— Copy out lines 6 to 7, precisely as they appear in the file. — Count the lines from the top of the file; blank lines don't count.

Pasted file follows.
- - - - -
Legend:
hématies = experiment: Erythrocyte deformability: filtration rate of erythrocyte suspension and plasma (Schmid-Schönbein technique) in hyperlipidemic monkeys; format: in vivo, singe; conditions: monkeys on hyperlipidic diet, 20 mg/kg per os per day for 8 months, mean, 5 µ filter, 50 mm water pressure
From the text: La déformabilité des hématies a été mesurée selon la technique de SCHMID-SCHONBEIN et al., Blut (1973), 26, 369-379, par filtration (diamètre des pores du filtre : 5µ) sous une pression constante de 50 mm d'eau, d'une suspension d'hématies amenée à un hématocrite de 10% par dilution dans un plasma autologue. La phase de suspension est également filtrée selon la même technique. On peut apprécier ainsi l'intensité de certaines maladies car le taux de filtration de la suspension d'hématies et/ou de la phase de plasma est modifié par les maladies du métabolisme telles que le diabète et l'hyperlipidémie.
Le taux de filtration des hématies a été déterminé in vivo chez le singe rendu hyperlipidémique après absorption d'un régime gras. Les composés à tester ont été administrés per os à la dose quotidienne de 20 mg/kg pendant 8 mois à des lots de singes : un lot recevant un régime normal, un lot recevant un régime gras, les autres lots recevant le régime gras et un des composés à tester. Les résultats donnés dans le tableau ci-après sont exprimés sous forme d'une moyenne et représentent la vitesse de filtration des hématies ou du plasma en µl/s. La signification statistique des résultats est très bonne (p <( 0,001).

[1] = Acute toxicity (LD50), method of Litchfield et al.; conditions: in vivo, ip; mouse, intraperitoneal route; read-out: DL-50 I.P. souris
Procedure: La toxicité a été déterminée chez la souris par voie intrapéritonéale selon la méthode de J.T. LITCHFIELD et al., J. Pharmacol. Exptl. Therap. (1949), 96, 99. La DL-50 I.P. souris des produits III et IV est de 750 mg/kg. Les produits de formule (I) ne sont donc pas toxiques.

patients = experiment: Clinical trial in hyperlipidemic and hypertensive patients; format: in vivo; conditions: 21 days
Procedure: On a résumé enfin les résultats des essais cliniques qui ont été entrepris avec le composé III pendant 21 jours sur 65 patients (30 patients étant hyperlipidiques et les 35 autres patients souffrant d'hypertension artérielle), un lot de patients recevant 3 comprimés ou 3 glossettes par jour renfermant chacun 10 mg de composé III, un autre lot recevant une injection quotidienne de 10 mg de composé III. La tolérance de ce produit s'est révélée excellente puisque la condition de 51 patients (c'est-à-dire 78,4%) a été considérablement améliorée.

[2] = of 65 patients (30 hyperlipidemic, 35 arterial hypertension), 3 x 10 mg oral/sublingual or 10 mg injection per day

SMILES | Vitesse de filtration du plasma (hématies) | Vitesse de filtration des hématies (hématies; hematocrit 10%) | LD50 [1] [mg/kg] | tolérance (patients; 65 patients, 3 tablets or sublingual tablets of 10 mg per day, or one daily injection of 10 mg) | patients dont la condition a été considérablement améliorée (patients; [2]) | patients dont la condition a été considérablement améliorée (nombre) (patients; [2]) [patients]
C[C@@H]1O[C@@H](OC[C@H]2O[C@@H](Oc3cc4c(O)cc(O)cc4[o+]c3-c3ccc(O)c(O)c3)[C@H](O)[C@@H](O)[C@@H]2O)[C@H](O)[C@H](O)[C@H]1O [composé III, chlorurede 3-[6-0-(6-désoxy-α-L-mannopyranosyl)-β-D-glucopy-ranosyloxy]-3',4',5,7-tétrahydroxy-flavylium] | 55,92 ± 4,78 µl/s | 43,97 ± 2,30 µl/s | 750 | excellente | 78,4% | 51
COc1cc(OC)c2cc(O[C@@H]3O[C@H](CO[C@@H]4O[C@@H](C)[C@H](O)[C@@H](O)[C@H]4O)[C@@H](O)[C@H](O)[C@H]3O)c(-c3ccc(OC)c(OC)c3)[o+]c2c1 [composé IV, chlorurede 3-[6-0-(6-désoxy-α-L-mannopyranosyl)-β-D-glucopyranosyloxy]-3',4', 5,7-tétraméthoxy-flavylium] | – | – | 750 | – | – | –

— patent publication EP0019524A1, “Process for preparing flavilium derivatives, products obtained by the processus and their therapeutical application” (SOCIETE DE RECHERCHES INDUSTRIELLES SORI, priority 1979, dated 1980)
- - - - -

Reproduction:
Procedure: La toxicité a été déterminée chez la souris par voie intrapéritonéale selon la méthode de J.T. LITCHFIELD et al., J. Pharmacol. Exptl. Therap. (1949), 96, 99. La DL-50 I.P. souris des produits III et IV est de 750 mg/kg. Les produits de formule (I) ne sont donc pas toxiques.

patients = experiment: Clinical trial in hyperlipidemic and hypertensive patients; format: in vivo; conditions: 21 days